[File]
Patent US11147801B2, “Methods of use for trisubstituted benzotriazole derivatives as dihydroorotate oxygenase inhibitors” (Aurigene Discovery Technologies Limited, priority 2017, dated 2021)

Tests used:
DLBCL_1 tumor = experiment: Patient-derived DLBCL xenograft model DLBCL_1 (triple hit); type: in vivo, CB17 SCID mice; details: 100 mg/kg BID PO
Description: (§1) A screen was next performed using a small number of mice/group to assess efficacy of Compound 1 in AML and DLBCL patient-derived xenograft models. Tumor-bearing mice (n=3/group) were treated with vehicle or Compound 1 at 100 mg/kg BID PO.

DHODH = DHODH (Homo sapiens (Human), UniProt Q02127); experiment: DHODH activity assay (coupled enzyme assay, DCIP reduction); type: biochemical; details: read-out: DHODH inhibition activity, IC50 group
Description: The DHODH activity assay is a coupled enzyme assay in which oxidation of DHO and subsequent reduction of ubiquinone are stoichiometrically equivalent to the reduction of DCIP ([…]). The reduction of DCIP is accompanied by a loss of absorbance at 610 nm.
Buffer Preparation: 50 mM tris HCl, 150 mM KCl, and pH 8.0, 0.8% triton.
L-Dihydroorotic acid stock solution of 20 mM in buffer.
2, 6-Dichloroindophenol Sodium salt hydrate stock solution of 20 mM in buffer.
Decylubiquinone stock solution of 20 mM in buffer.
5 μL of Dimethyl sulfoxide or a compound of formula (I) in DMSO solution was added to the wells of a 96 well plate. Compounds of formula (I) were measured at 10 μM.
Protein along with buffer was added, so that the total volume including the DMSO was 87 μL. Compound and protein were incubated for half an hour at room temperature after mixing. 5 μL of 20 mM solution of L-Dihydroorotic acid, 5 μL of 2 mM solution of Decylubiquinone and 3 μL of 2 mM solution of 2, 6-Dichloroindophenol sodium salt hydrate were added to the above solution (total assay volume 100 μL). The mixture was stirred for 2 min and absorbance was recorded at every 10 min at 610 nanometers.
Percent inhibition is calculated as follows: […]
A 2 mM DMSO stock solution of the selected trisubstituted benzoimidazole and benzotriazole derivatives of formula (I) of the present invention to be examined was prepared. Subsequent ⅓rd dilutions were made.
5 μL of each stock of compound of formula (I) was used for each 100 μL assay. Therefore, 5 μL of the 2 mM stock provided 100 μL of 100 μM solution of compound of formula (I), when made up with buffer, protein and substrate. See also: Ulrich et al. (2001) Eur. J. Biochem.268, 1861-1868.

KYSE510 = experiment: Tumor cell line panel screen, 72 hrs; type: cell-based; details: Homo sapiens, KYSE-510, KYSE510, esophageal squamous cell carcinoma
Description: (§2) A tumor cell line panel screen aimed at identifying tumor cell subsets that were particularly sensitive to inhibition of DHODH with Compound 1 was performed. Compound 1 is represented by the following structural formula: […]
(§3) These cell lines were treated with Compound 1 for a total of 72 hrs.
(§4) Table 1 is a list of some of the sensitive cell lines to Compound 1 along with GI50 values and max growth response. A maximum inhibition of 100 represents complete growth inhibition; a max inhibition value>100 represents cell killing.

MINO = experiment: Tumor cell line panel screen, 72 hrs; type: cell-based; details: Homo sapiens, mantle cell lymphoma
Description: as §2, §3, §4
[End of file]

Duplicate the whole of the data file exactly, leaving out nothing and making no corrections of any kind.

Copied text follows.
Patent US11147801B2, “Methods of use for trisubstituted benzotriazole derivatives as dihydroorotate oxygenase inhibitors” (Aurigene Discovery Technologies Limited, priority 2017, dated 2021)

Tests used:
DLBCL_1 tumor = experiment: Patient-derived DLBCL xenograft model DLBCL_1 (triple hit); type: in vivo, CB17 SCID mice; details: 100 mg/kg BID PO
Description: (§1) A screen was next performed using a small number of mice/group to assess efficacy of Compound 1 in AML and DLBCL patient-derived xenograft models. Tumor-bearing mice (n=3/group) were treated with vehicle or Compound 1 at 100 mg/kg BID PO.

DHODH = DHODH (Homo sapiens (Human), UniProt Q02127); experiment: DHODH activity assay (coupled enzyme assay, DCIP reduction); type: biochemical; details: read-out: DHODH inhibition activity, IC50 group
Description: The DHODH activity assay is a coupled enzyme assay in which oxidation of DHO and subsequent reduction of ubiquinone are stoichiometrically equivalent to the reduction of DCIP ([…]). The reduction of DCIP is accompanied by a loss of absorbance at 610 nm.
Buffer Preparation: 50 mM tris HCl, 150 mM KCl, and pH 8.0, 0.8% triton.
L-Dihydroorotic acid stock solution of 20 mM in buffer.
2, 6-Dichloroindophenol Sodium salt hydrate stock solution of 20 mM in buffer.
Decylubiquinone stock solution of 20 mM in buffer.
5 μL of Dimethyl sulfoxide or a compound of formula (I) in DMSO solution was added to the wells of a 96 well plate. Compounds of formula (I) were measured at 10 μM.
Protein along with buffer was added, so that the total volume including the DMSO was 87 μL. Compound and protein were incubated for half an hour at room temperature after mixing. 5 μL of 20 mM solution of L-Dihydroorotic acid, 5 μL of 2 mM solution of Decylubiquinone and 3 μL of 2 mM solution of 2, 6-Dichloroindophenol sodium salt hydrate were added to the above solution (total assay volume 100 μL). The mixture was stirred for 2 min and absorbance was recorded at every 10 min at 610 nanometers.
Percent inhibition is calculated as follows: […]
A 2 mM DMSO stock solution of the selected trisubstituted benzoimidazole and benzotriazole derivatives of formula (I) of the present invention to be examined was prepared. Subsequent ⅓rd dilutions were made.
5 μL of each stock of compound of formula (I) was used for each 100 μL assay. Therefore, 5 μL of the 2 mM stock provided 100 μL of 100 μM solution of compound of formula (I), when made up with buffer, protein and substrate. See also: Ulrich et al. (2001) Eur. J. Biochem.268, 1861-1868.

KYSE510 = experiment: Tumor cell line panel screen, 72 hrs; type: cell-based; details: Homo sapiens, KYSE-510, KYSE510, esophageal squamous cell carcinoma
Description: (§2) A tumor cell line panel screen aimed at identifying tumor cell subsets that were particularly sensitive to inhibition of DHODH with Compound 1 was performed. Compound 1 is represented by the following structural formula: […]
(§3) These cell lines were treated with Compound 1 for a total of 72 hrs.
(§4) Table 1 is a list of some of the sensitive cell lines to Compound 1 along with GI50 values and max growth response. A maximum inhibition of 100 represents complete growth inhibition; a max inhibition value>100 represents cell killing.

MINO = experiment: Tumor cell line panel screen, 72 hrs; type: cell-based; details: Homo sapiens, mantle cell lymphoma
Description: as §2, §3, §4